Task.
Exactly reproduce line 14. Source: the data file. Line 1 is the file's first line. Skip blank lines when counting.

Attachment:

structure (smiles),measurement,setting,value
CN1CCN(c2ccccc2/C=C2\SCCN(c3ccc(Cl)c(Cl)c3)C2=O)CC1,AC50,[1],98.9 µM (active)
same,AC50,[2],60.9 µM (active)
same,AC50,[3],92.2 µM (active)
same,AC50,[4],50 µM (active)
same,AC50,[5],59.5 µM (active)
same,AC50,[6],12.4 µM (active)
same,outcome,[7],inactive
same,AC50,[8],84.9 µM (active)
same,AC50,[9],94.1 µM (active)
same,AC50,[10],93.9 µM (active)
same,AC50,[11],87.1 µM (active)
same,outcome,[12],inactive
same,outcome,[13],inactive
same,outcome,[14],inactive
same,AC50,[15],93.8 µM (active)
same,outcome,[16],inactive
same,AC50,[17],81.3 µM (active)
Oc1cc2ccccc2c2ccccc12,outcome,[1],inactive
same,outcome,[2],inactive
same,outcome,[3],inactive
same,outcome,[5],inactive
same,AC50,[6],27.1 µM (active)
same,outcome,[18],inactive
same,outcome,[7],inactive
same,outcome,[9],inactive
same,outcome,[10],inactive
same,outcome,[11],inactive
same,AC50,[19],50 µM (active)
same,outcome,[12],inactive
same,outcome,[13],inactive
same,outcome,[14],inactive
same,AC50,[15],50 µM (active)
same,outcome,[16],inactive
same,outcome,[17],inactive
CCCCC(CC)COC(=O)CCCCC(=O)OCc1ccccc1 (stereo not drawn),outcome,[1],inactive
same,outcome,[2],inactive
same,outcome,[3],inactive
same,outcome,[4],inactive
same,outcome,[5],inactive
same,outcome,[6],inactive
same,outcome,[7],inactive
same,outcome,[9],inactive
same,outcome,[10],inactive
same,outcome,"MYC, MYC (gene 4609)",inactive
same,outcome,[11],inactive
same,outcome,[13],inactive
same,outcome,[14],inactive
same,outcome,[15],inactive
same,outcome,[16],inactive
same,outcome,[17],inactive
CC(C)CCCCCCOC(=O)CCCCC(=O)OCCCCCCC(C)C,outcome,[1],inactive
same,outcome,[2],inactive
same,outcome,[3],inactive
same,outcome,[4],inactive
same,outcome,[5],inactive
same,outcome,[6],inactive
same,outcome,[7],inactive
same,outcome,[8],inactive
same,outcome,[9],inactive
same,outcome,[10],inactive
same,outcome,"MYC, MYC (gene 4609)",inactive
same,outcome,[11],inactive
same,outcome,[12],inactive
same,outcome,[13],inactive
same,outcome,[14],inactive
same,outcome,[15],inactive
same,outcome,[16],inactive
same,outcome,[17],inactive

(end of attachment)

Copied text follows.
same,outcome,[13],inactive